[r-t] ringing-theory Digest, Vol 89, Issue 11

edward martin edward.w.martin at gmail.com
Fri Feb 10 14:38:35 UTC 2012

On 10 February 2012 12:25, Matthew Frye <matthew at frye.org.uk> wrote:
> There are internal falseness issues with the standard 720 for treble bob methods with single changes in the wrong place.

I'm having difficulty picturing what you mean by  "single changes in
the wrong place"?

I reason that if the full lead block is such that the second half-lead
place notation is the exact mirror image of the first half-lead place
notation and this is brought about by having only one bell make a
place when treble is making 6ths, this bell will retrace its work and
the other bells will each retrace the path of its partner such that
the relationship of any two rows which are equidistant from the half
lead will have treble and pivot bell repeating positions with the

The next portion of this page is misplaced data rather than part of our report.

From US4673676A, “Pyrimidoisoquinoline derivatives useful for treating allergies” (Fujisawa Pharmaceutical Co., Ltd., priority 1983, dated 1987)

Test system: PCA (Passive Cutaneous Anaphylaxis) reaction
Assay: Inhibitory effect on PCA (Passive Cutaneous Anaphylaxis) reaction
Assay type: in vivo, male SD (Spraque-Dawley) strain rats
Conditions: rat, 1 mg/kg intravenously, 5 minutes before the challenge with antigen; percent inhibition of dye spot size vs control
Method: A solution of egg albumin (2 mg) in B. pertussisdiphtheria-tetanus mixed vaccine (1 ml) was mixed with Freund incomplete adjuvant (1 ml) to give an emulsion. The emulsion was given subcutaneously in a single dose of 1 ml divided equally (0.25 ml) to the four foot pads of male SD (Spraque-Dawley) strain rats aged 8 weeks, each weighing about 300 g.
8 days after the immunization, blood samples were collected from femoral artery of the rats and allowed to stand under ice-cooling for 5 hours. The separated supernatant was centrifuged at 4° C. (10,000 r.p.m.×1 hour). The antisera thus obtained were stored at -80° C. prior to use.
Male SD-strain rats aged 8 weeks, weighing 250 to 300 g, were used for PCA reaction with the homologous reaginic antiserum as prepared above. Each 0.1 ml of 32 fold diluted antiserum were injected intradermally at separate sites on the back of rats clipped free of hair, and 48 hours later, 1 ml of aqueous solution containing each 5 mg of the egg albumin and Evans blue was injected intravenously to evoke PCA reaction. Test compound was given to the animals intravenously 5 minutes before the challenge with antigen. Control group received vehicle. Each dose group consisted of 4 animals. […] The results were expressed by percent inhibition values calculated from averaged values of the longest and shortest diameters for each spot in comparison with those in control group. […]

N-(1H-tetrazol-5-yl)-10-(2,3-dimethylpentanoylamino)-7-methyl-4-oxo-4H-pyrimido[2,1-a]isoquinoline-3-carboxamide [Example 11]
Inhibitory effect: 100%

others simply having swapped in pairs; Thus we can adequately express
the whole lead block by merely comparing its lead head and lead end -
whether or not the treble is  plain or treble bob. ( This certainly
does not work in Major, but I don't see how it cannot work in Minor)

> I also might want to take some time to convince myself that it works for *all* lead end orders.

Give it a go.
Note that the problem is to join two skeleton courses in which the 1,5
& 6 occuppy every possible positional relationship.
To make it simpler: consider only plain Minor
The plain course (by definition) contains the rows
1 x x x 6 5
1 x x x 5 6
the other rows
1 x x 5 x 6
1 x 5 x x 6
1 5 x x x 6
and their partners with 6 in 5ths are distrbuted with any one of them
to the plain course, the other two to the other course

Robert Roan figured out the solution 400 years ago by applying Reverse
Grandsire Doubles to the 5 working bells.


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